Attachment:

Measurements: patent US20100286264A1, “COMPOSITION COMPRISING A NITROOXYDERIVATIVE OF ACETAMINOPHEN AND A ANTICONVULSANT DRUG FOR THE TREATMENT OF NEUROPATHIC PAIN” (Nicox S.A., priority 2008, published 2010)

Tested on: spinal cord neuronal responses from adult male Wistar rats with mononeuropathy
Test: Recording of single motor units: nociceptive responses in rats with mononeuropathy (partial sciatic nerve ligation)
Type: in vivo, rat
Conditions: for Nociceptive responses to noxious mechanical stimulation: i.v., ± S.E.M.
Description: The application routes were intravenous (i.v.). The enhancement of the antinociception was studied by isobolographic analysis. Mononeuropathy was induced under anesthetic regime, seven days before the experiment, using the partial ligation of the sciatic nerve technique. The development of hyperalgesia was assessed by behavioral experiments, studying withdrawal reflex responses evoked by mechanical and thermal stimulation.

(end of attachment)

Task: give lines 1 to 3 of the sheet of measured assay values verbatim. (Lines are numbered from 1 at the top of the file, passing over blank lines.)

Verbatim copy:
Measurements: patent US20100286264A1, “COMPOSITION COMPRISING A NITROOXYDERIVATIVE OF ACETAMINOPHEN AND A ANTICONVULSANT DRUG FOR THE TREATMENT OF NEUROPATHIC PAIN” (Nicox S.A., priority 2008, published 2010)

Tested on: spinal cord neuronal responses from adult male Wistar rats with mononeuropathy
Test: Recording of single motor units: nociceptive responses in rats with mononeuropathy (partial sciatic nerve ligation)